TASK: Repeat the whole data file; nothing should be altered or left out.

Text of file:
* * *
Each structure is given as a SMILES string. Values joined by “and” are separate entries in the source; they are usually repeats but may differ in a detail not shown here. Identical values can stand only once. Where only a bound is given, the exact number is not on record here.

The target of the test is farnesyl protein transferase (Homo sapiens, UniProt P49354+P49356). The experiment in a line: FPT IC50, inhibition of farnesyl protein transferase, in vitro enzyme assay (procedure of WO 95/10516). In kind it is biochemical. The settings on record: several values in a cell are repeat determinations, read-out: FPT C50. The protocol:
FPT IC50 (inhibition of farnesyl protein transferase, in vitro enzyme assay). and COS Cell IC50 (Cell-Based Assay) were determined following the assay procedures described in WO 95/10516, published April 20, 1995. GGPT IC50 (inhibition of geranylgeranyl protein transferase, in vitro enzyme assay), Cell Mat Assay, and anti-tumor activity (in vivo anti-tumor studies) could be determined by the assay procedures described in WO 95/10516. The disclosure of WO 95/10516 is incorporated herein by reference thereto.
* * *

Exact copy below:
Each structure is given as a SMILES string. Values joined by “and” are separate entries in the source; they are usually repeats but may differ in a detail not shown here. Identical values can stand only once. Where only a bound is given, the exact number is not on record here.

The target of the test is farnesyl protein transferase (Homo sapiens, UniProt P49354+P49356). The experiment in a line: FPT IC50, inhibition of farnesyl protein transferase, in vitro enzyme assay (procedure of WO 95/10516). In kind it is biochemical. The settings on record: several values in a cell are repeat determinations, read-out: FPT C50. The protocol:
FPT IC50 (inhibition of farnesyl protein transferase, in vitro enzyme assay). and COS Cell IC50 (Cell-Based Assay) were determined following the assay procedures described in WO 95/10516, published April 20, 1995. GGPT IC50 (inhibition of geranylgeranyl protein transferase, in vitro enzyme assay), Cell Mat Assay, and anti-tumor activity (in vivo anti-tumor studies) could be determined by the assay procedures described in WO 95/10516. The disclosure of WO 95/10516 is incorporated herein by reference thereto.